This general pattern also applies to the COVID-19 vaccination in particular. Even though COVID-19 vaccines such as the Moderna or the Pfizer-BioNTech COVID-19 vaccine are considered safe and effective by now39,40,41 and are typically portrayed as such in mass media42, some people seem to ignore the available evidence. We argue that post-truth epistemic beliefs prevent individuals from questioning their opinions and immunize them against any external intervention, such as arguments that favor vaccine uptake based on scientific evidence.

With regard to dark traits, studies have shown associations with less health-protective behavior against COVID-1936,43,44,45, including vaccination hesitancy46,47,48. However, these studies on vaccination hesitancy have at least three shortcomings: First, they typically relied on convenience samples. Second, the vast majority of psychological research on vaccine uptake focuses on self-report measures of vaccination intention rather than the actual vaccination status37,49. Third, they did not investigate D as a potential underlying factor driving post-truth epistemic beliefs.

The current research

We conducted a study to address these shortcomings. In order to do so, we relied on a large US nationally representative sample, which enables us to ensure the robustness of our results and to draw conclusions that can be generalized for the US American public. In many Western countries such as the USA, the primary immunization phase against COVID-19 can be considered complete. That is, at the time of assessment (July 2022), almost anyone willing to get vaccinated against the original variant of the virus has received their vaccination doses50. Thus, it is the ideal time to assess individuals’ actual vaccination status instead of their vaccination intention and to analyze the reasons behind uptake or refusal in order to gain insights for future vaccination campaigns. Moreover, we propose a model that includes the Dark Factor of Personality as an antecedent of post-truth epistemic beliefs and a lower probability of having been vaccinated against COVID-19 as a consequence.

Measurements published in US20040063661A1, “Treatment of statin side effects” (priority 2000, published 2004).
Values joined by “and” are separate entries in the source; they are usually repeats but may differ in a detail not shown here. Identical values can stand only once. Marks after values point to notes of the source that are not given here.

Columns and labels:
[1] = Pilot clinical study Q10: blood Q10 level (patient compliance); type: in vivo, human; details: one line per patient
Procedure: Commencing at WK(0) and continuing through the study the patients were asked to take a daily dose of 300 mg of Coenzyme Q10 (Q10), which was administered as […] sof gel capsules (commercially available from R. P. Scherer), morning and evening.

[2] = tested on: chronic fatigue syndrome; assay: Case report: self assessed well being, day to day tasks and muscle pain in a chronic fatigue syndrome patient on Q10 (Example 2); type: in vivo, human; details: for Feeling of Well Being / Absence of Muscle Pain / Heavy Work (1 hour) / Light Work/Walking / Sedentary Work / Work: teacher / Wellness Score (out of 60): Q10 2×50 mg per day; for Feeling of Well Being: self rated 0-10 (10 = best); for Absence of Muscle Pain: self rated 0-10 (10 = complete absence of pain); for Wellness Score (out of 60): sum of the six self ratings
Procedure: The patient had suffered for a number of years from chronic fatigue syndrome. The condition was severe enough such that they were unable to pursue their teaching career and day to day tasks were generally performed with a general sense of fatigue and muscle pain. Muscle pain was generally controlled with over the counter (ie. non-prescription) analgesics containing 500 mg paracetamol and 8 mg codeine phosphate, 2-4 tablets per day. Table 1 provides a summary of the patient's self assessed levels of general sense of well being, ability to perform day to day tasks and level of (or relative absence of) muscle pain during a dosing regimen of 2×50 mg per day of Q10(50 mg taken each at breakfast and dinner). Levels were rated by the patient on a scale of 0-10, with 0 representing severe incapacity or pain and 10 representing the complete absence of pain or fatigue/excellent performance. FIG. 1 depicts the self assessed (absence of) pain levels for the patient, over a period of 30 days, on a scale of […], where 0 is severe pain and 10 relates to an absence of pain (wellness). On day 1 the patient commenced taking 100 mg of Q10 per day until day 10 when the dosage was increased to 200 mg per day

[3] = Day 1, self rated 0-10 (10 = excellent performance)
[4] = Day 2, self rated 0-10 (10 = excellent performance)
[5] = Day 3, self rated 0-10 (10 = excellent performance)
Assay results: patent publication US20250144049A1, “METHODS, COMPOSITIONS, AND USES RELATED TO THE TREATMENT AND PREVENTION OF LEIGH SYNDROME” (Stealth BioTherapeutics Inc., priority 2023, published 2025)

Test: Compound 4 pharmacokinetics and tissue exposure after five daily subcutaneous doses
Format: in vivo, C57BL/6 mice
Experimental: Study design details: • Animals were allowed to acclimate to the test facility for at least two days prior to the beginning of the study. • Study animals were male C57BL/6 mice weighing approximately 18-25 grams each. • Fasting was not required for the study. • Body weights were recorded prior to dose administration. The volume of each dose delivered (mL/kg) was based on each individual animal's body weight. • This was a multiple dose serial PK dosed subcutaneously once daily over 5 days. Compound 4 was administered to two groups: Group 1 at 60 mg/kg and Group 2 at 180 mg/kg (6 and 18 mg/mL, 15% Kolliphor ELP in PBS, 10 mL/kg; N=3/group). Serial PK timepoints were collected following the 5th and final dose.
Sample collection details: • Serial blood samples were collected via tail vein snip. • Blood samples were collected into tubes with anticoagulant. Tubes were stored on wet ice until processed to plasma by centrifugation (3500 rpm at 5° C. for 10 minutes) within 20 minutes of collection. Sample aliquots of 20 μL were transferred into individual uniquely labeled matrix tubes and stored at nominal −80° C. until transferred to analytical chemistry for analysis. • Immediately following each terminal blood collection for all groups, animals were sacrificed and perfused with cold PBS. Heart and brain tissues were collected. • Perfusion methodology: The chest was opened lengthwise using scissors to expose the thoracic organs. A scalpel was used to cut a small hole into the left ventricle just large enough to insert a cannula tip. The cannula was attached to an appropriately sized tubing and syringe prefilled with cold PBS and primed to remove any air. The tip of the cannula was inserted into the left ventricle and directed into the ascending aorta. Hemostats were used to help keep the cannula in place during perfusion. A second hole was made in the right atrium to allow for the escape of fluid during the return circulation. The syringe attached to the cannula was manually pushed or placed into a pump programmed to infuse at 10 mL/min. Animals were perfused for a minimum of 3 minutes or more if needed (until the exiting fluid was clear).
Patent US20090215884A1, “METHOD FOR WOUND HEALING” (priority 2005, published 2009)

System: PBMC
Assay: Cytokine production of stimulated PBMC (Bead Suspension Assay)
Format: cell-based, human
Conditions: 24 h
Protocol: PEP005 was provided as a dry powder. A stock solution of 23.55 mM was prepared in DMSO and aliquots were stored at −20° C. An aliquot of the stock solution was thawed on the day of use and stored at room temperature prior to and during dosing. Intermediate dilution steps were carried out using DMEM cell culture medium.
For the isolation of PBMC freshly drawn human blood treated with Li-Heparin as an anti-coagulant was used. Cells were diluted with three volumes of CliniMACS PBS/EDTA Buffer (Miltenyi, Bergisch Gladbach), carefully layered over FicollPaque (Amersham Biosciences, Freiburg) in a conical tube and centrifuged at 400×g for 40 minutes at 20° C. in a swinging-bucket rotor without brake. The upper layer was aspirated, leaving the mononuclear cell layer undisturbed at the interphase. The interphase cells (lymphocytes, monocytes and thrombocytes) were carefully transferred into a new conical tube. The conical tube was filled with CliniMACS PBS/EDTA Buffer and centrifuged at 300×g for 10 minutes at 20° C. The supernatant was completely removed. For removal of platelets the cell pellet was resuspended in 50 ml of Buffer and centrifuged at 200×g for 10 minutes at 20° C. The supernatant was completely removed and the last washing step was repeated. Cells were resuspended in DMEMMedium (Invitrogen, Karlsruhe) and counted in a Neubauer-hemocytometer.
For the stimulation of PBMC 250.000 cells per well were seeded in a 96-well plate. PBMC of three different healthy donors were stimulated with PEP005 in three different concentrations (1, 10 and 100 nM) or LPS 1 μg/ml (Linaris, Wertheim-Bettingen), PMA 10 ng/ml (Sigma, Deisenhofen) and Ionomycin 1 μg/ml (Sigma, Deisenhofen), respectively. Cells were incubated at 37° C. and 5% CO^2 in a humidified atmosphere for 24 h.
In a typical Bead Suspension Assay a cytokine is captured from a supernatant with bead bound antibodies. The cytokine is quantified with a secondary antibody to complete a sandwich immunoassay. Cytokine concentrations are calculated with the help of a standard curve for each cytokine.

More specifically, we propose three major hypotheses: First, post-truth epistemic beliefs, which comprise a strong Faith in Intuition for Facts, a low Need for Evidence, and the strong conviction that Truth is Political, should predict a lower probability of having been vaccinated against COVID-19. Second, the Dark Factor of Personality should predict holding post-truth epistemic beliefs. Third, these associations should result in a mediation effect as depicted in Fig. 1. We will use two indicators of COVID-19 vaccination status: (1) whether individuals have been vaccinated against COVID-19 at all (i.e. received at least one vaccine dose) and (2) whether individuals have been fully vaccinated (i.e. received at least two vaccine doses). If it turned out that D and post-truth epistemic beliefs indeed drive refusal to get vaccinated, that would be a (worrying) explanation why some individuals act in contrast to the scientific consensus. In the case of at least some individuals, arguments must fail as these individuals are simply not willing to adhere to the better argument.

Figure 1
figure 1

The Proposed Mediator Model with COVID-19 Vaccination Status as the Dependent Variable.


In our sample (N = 1368), 239 participants (18.8%) had received no COVID-19 vaccination, 75 participants (5.9%) had been vaccinated once, 290 participants (22.9%) had been vaccinated twice, 497 participants (39.2%) had been vaccinated 3 times, and 167 participants (13.2%) had been vaccinated four or more times against COVID-19.